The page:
Prom Nights from Hell Chapter Four part one
“But you girls go on, knock yourselves out,” he said. “I’ve actually got an errand to run.”
“You’re leaving?” Yun Sun said.
“What about the pizza?” I said.
He opened his wallet and laid a twenty-dollar bill on the coffee table. “It’ll be here in thirty minutes. My treat.”
Yun Sun shook her head. “And again I say: You’re leaving?. You’re not even staying to eat?”
“There’s something I need to do,” he said.
My heart constricted. I ached to keep him here, even if just for a little longer. I darted back to the kitchen and pulled Madame Z’s corsage-no, my corsage-out of my bag.
“At least wait till I’ve made my wish,” I said.
He looked amused. “Fine, wish away.”
I hesitated. The den was warm and cozy, pizza was on the way, and I had the two greatest friends in the world. What else did I truly want?
Duh, the grasping part of my brain told me. Prom, of course. I wanted Will to ask me to prom. Maybe it was selfish to have so much and still want more, but I pushed that line of reasoning away.
Because look at him, I thought. Those kind brown eyes, that lopsided smile. Those ridiculously angelic curls. The entire sweetness and goodness that was Will.
He hummed the Jeopardy! theme song. I raised the corsage.
“I wish for the boy I love to ask me to prom,” I said.
“And there you have it, folks!” Will cried. He was far too euphoric. “And what boy wouldn’t want to take her to prom, our fabulous Frankie? Now we’ll just have to wait and see, won’t we, whether her wish will come-”
Yun Sun cut him off. “Frankie? Are you okay?”
“It moved,” I said, cringing away from the corsage, which I’d flung to the floor. My skin was clammy. “I swear to God, it moved when I made the wish. And that smell! Do you smell it?”
“Noooo,” she said. “What smell?”
“You smell it, Will. Don’t you?”
He grinned, still on whatever high he’d been on since… well, since Madame Z warned him away from heights. A clap of thunder rumbled, and he shoved my shoulder.
“Next you’re going to blame the storm on the evil wish fairies, aren’t you?” he said. “Or, no! You’re going to go to bed tonight, and tomorrow you’ll tell us you found a hunched and skulking creature on your comforter, smiling a twisted smile!”
“Like rotting flowers,” I said. “You honestly don’t smell it? You’re not playing with me?”
Will dug his keys out of his pocket. “See you on the flip side, homies. And, Frankie?”
Another boom of thunder shook the house.
“Don’t give up hope,” he said. “Good things come to those who wait.”
I watched through the window as he dashed to his truck. The rain was coming down in sheets. Then I turned to Yun Sun, a balloony feeling pushing everything else away.
“Did you hear what he said?” I grabbed her hands. “Oh my God, do you think it means what I think it means?”
“What else could it mean?” Yun Sun said. “He’s going to ask you to prom! He’s just… I don’t know. Trying to make a big production out of it!”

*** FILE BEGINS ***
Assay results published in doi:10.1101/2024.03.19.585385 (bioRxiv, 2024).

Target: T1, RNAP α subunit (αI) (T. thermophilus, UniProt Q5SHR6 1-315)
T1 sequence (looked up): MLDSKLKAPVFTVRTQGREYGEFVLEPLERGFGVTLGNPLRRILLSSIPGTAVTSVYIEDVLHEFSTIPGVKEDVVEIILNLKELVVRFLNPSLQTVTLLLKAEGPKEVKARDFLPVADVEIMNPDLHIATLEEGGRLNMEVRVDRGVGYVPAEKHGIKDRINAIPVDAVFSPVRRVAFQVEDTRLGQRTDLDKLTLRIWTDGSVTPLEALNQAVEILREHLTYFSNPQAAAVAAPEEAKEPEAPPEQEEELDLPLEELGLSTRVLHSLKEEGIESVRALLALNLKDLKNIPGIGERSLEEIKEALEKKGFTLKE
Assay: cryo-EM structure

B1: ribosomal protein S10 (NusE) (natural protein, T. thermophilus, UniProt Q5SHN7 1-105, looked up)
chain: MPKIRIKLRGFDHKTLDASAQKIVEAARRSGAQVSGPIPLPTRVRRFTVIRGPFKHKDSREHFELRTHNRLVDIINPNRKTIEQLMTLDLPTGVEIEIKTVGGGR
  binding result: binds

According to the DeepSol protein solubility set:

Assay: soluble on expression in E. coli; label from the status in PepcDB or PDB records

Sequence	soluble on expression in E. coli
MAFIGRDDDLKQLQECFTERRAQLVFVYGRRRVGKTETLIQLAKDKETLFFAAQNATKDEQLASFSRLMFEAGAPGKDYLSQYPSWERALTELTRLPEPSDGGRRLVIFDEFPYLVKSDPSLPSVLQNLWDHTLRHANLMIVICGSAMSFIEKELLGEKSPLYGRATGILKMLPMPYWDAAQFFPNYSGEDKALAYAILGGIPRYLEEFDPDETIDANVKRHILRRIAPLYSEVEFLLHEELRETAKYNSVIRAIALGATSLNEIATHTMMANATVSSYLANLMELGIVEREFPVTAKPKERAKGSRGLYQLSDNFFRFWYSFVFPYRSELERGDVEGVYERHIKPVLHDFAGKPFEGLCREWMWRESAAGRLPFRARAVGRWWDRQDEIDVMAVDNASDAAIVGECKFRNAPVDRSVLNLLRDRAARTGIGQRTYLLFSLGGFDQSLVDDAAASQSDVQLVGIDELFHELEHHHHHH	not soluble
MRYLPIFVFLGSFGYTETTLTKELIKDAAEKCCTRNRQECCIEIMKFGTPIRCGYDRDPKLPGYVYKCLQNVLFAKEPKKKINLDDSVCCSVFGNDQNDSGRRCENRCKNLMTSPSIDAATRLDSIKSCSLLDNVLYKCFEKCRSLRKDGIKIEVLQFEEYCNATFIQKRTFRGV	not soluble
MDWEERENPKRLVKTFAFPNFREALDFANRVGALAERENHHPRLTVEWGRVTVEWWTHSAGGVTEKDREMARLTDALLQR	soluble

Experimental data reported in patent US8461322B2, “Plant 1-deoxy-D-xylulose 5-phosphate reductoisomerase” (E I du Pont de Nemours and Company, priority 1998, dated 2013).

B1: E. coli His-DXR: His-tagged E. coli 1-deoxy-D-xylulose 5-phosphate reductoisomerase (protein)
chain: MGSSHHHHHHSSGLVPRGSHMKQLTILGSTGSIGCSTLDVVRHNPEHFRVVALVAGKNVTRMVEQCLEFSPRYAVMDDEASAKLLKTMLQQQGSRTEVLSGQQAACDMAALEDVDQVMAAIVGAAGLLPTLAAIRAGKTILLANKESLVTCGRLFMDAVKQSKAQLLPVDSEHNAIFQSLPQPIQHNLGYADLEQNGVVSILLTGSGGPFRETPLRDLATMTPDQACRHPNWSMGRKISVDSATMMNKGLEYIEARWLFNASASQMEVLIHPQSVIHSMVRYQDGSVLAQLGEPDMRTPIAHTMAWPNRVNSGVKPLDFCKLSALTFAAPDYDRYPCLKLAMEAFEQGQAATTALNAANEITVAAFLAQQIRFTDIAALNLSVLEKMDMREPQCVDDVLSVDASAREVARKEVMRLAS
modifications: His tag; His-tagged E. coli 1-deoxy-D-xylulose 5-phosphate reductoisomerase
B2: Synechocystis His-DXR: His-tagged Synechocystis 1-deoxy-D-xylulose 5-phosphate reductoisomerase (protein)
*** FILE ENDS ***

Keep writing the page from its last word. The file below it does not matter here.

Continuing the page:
“What do you think he’s going to do?”
“No idea. Hire a skywriter? Send a singing telegram?”
I squealed. She squealed. We jumped about in a frenzy.
“Got to hand it to you, the wish thing was brilliant,” she said. She flicked her finger to indicate giving Will the push he needed. “And the rotting flowers? Verrrry dramatic.”
“I honestly did smell it, though,” I said.
She looked at me and shook her head, amused. Then she looked at me again.
“Well, it must have been your imagination,” she said.
“I guess,” I said.
I picked the corsage up off the floor, holding it gingerly between my thumb and forefinger. I took it to the bookshelf and dropped it behind a row of books, glad to have it out of sight.
The next morning I trotted downstairs, hoping foolishly to find… I don’t know. Hundreds of M spelling out my name? Pink hearts sketched in silly string on the windows?
Instead, I found a dead bird. Its tiny body lay on the welcome mat, as if it had flown into the door during the storm and bashed its brains in.
I scooped it up with a paper towel and tried not to feel its soft weight as I delivered it to the outside trash bin.
“I’m sorry, little bird, so pretty and sweet,” I said. “Fly to heaven.” I dropped in the corpse, and the lid slammed shut with a bang.
I returned inside to the sound of the ringing phone. Probably Yun Sun, wanting an update. She’d left with Jeremy at eleven last night, after making me swear to tell her the minute Will made his bold move.
“Hey, sweetie,” I said, after glancing at the caller ID and seeing that, yep, I was right. “No news yet-sorry.”
“Frankie…” Yun Sun said.
“I’ve been thinking about Madame Z, though. Her whole don’t-mess-with-fate mumbo jumbo.”
“Because how could Will asking me to prom lead to anything bad?” I walked to the freezer and grabbed a box of frozen waffles. “Spit’s going to fly from his mouth and land on me? He’ll bring me flowers, and a bee’ll zip out and sting me?”
“Frankie, stop. Didn’t you watch the morning news?”
“On a Saturday? I don’t think so.”
Yun Sun made a gulping sound.
“Yun Sun, are you crying?”
“Last night… Will climbed the watertower,” she said.
“What?!” The watertower was easily three hundred feet tall, with a sign at the bottom prohibiting anyone from ascending. Will always talked about climbing to the top, but he was such a rule-follower that he never had.
“And the railing must have been wet… or maybe it was lightning, they don’t yet know…”
“Yun Sun. What happened?”
“He was spray painting something on the tower, the stupid idiot, and-”
“Spray painting? Will?”
“Frankie, will you shut up? He fell! He fell off the watertower!”
I gripped the phone. “Jesus. Is he okay?”
Yun Sun was unable to talk for sobbing. Which I understood, sure. Will was her friend, too. But I needed her to pull it together.
“Is he in the hospital? Can I go visit him? Yun Sun!”
There was wailing, and then a shuffling sound. Mrs. Yomiko took over.